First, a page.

How Good Is the Transit Where You Live? Measure It With AllTransit

The top ten rankings are great conversation fodder, but the real strength of AllTransit is its deep reservoir of data, enabling multifaceted analysis of transit quality at many different scales. Table via AllTransit.

Do you have the sense that transit in your city could be a lot better, and you want to show your local elected officials what needs to improve? Look no further: Chicago’s Center for Neighborhood Technology has produced a new tool called AllTransit that assesses the quality of transit down to the neighborhood level.

AllTransit lets you evaluate your local transit system in several ways. You can look up how many people in your city live within a half mile of transit service, for instance, or how many jobs are conveniently accessible via transit from your neighborhood compared to your city as a whole.

The tool combines route and schedule information from 805 American transit agencies with a wealth of Census data, making a broad spectrum of uses possible. With AllTransit, you can compare different facets of transit service across neighborhoods, cities, regions, states, or electoral districts.

To help people summarize complex comparisons, AllTransit offers an overall “performance score” incorporating several factors, including the extent of frequent service and how well transit connects people’s homes to jobs and other destinations.

The emphasis on frequency is unprecedented, said Linda Young, director of research for CNT. “Frequency is so important because it’s really the determinant of how people are going to use transit,” she said.

Here are a few ways you can use the tool, with Madison, Wisconsin serving as an example. Keep in mind that this is by no means a comprehensive list. Below are the city’s performance score and top-level stats — click to enlarge.

Image: CNT
Image: CNT

You can drill down and look at transit accessibility from a number of perspectives. Employers looking to see how many people could get to a potential workplace via transit in a reasonable amount of time, for instance, can call up this view:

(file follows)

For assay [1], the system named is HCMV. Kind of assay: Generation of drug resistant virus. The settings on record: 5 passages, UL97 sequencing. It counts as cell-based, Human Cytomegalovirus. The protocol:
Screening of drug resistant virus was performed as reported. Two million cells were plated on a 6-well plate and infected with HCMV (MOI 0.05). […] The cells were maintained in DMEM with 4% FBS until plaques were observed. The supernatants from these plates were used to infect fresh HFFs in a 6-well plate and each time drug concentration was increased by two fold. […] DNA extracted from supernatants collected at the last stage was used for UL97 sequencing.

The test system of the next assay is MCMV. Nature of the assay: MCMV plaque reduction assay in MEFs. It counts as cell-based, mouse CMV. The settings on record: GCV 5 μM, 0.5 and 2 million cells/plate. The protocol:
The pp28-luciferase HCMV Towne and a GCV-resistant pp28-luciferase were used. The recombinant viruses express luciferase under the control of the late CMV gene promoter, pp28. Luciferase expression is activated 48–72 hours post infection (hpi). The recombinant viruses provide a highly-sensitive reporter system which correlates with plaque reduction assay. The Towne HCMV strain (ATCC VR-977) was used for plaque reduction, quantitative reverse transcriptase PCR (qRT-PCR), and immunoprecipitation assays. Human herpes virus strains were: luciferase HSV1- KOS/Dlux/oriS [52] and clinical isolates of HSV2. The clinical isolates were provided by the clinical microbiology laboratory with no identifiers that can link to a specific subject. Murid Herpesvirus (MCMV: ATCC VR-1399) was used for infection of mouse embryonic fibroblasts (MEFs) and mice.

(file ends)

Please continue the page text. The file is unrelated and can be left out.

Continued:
Image: CNT
Image: CNT

You can also layer in demographic data to see how well different populations are served by transit. This map shows the share of black residents in Madison who live within half a mile of transit:

Screen Shot 2016-04-18 at 2.54.44 PM

AllTransit’s ranking feature lets you look up the top performance scores within a given area. Madison rates sixth among Wisconsin cities and towns with more than 5,000 residents:

Screen Shot 2016-04-18 at 3.00.40 PM

This only scratches the surface of what you can do with AllTransit.

CNT and TransitCenter, which funded the project, see AllTransit as a powerful tool to help local transit and housing advocates, public officials, business leaders, and other interested parties understand the strengths and weaknesses of transit in their communities and make compelling arguments to improve it.

9 thoughts on How Good Is the Transit Where You Live? Measure It With AllTransit

  1. Having lived in five of the top six cities listed (I’m yet to visit Jersey City), I’d rank them as such:

    1) New York
    2) Chicago
    3) Washington D.C.
    4) San Francisco
    5) Boston

    I’ve never understood the hype for San Francisco’s transit network. BART is nice, but other cities on the list have a comparable system and most run more reliably. Regarding their streetcar lines, I can’t possibly understand how they’re held in the same regard as Chicago’s L and New York’s subway.

    Honestly, this list only shows the meager state of transit in the United States.

  2. This is pretty confusing. What about the nights and weekends when our service map disappears like ‘disappearing ink’? Why is the bus agency shown, but our overlapping regional rail agency absent?

  3. What really bothers me is the missing data and it seems there is no way to submit updates. For example, it says that there are zero farmer’s markets in Portland within 1/2 mile of transit. That is flat out wrong as I can name 12 (2 of which are year round), all within 3 blocks (Portland blocks are small too) of transit.

  4. Yes, there are some errors for Madison as well. Notably, the number of bike share locations within 1/2 mile of transit. ALL our bike share locations — 35, I think — are within 1/2 mile of transit, almost all within a block of transit. Maybe they did the survey during the winter, when there is a smaller number open, but then that doesn’t answer how we got 17 Farmers Markets within 1/2 mile of transit, since only a couple are open in winter.

  5. I also noticed that two farmers markets on Madison’s NorthSide are missing. One of these is accessible within the 1/2 mile of transit buffer.

  6. Not to mention that SF is really only the Manhattan to the East Bay (Brooklyn) which has much less useful transit. As to the streetcars in SF, they are okay on a good day…

  7. I’m glad that the survey adds frequency to the mix–if the headways are longer than 15 minutes, it’s going to be very difficult to encourage someone with a car to take transit.

  8. There’s a lot of missing data. I found errors in the number of agencies that service various areas in Southern California. The local Diesel Commuter Railroad is completely left out.

  9. It’s good information from a high level perspective but like the National Transit Map, fails when looked at a ground level. The obsession with farmers’ markets is also bizarre as it is its own subcategory. I get that there are no reliable lists of supermarkets that sell fresh produce, but many farmers’ markets turn out to be primarily arts and craft fairs with maybe a half dozen stalls that actually sell anything fresh.

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